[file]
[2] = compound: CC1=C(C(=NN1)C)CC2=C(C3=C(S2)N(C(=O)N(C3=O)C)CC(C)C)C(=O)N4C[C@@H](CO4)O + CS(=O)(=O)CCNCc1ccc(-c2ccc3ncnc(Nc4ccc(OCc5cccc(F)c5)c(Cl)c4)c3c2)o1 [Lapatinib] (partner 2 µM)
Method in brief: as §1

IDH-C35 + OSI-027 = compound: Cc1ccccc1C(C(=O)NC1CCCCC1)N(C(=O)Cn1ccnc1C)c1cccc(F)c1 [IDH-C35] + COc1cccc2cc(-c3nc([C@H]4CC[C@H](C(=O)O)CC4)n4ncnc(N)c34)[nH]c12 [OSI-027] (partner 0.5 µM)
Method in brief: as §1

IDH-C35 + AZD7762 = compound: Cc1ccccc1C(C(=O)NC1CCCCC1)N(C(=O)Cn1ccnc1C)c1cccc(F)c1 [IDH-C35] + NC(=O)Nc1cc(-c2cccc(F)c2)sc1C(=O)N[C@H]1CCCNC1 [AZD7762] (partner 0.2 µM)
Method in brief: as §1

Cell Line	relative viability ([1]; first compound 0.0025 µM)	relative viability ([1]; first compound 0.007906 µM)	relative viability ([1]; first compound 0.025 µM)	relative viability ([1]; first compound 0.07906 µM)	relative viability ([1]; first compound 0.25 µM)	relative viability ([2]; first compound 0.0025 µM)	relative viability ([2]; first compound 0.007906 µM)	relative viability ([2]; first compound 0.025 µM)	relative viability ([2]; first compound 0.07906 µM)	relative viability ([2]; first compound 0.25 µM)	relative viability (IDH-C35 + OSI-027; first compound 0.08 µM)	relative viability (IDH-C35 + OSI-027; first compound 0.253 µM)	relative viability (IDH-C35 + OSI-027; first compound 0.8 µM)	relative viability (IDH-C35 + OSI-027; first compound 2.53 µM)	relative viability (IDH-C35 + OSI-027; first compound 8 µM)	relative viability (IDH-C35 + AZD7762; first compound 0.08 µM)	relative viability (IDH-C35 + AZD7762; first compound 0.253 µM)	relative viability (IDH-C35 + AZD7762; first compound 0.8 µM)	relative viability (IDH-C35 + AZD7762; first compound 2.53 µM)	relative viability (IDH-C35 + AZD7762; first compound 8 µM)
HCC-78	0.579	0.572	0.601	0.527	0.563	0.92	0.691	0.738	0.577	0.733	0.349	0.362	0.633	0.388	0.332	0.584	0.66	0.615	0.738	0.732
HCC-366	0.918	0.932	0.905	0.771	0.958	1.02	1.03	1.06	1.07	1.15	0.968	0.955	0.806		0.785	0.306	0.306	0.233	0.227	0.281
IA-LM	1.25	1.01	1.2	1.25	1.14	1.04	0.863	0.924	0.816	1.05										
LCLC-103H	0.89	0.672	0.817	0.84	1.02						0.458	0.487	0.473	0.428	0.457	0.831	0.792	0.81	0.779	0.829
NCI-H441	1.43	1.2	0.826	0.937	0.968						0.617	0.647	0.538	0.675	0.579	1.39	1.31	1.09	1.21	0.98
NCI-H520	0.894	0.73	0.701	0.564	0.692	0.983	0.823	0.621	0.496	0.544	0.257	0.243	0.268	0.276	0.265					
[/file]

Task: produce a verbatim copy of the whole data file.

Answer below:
[2] = compound: CC1=C(C(=NN1)C)CC2=C(C3=C(S2)N(C(=O)N(C3=O)C)CC(C)C)C(=O)N4C[C@@H](CO4)O + CS(=O)(=O)CCNCc1ccc(-c2ccc3ncnc(Nc4ccc(OCc5cccc(F)c5)c(Cl)c4)c3c2)o1 [Lapatinib] (partner 2 µM)
Method in brief: as §1

IDH-C35 + OSI-027 = compound: Cc1ccccc1C(C(=O)NC1CCCCC1)N(C(=O)Cn1ccnc1C)c1cccc(F)c1 [IDH-C35] + COc1cccc2cc(-c3nc([C@H]4CC[C@H](C(=O)O)CC4)n4ncnc(N)c34)[nH]c12 [OSI-027] (partner 0.5 µM)
Method in brief: as §1

IDH-C35 + AZD7762 = compound: Cc1ccccc1C(C(=O)NC1CCCCC1)N(C(=O)Cn1ccnc1C)c1cccc(F)c1 [IDH-C35] + NC(=O)Nc1cc(-c2cccc(F)c2)sc1C(=O)N[C@H]1CCCNC1 [AZD7762] (partner 0.2 µM)
Method in brief: as §1

Cell Line	relative viability ([1]; first compound 0.0025 µM)	relative viability ([1]; first compound 0.007906 µM)	relative viability ([1]; first compound 0.025 µM)	relative viability ([1]; first compound 0.07906 µM)	relative viability ([1]; first compound 0.25 µM)	relative viability ([2]; first compound 0.0025 µM)	relative viability ([2]; first compound 0.007906 µM)	relative viability ([2]; first compound 0.025 µM)	relative viability ([2]; first compound 0.07906 µM)	relative viability ([2]; first compound 0.25 µM)	relative viability (IDH-C35 + OSI-027; first compound 0.08 µM)	relative viability (IDH-C35 + OSI-027; first compound 0.253 µM)	relative viability (IDH-C35 + OSI-027; first compound 0.8 µM)	relative viability (IDH-C35 + OSI-027; first compound 2.53 µM)	relative viability (IDH-C35 + OSI-027; first compound 8 µM)	relative viability (IDH-C35 + AZD7762; first compound 0.08 µM)	relative viability (IDH-C35 + AZD7762; first compound 0.253 µM)	relative viability (IDH-C35 + AZD7762; first compound 0.8 µM)	relative viability (IDH-C35 + AZD7762; first compound 2.53 µM)	relative viability (IDH-C35 + AZD7762; first compound 8 µM)
HCC-78	0.579	0.572	0.601	0.527	0.563	0.92	0.691	0.738	0.577	0.733	0.349	0.362	0.633	0.388	0.332	0.584	0.66	0.615	0.738	0.732
HCC-366	0.918	0.932	0.905	0.771	0.958	1.02	1.03	1.06	1.07	1.15	0.968	0.955	0.806		0.785	0.306	0.306	0.233	0.227	0.281
IA-LM	1.25	1.01	1.2	1.25	1.14	1.04	0.863	0.924	0.816	1.05										
LCLC-103H	0.89	0.672	0.817	0.84	1.02						0.458	0.487	0.473	0.428	0.457	0.831	0.792	0.81	0.779	0.829
NCI-H441	1.43	1.2	0.826	0.937	0.968						0.617	0.647	0.538	0.675	0.579	1.39	1.31	1.09	1.21	0.98
NCI-H520	0.894	0.73	0.701	0.564	0.692	0.983	0.823	0.621	0.496	0.544	0.257	0.243	0.268	0.276	0.265					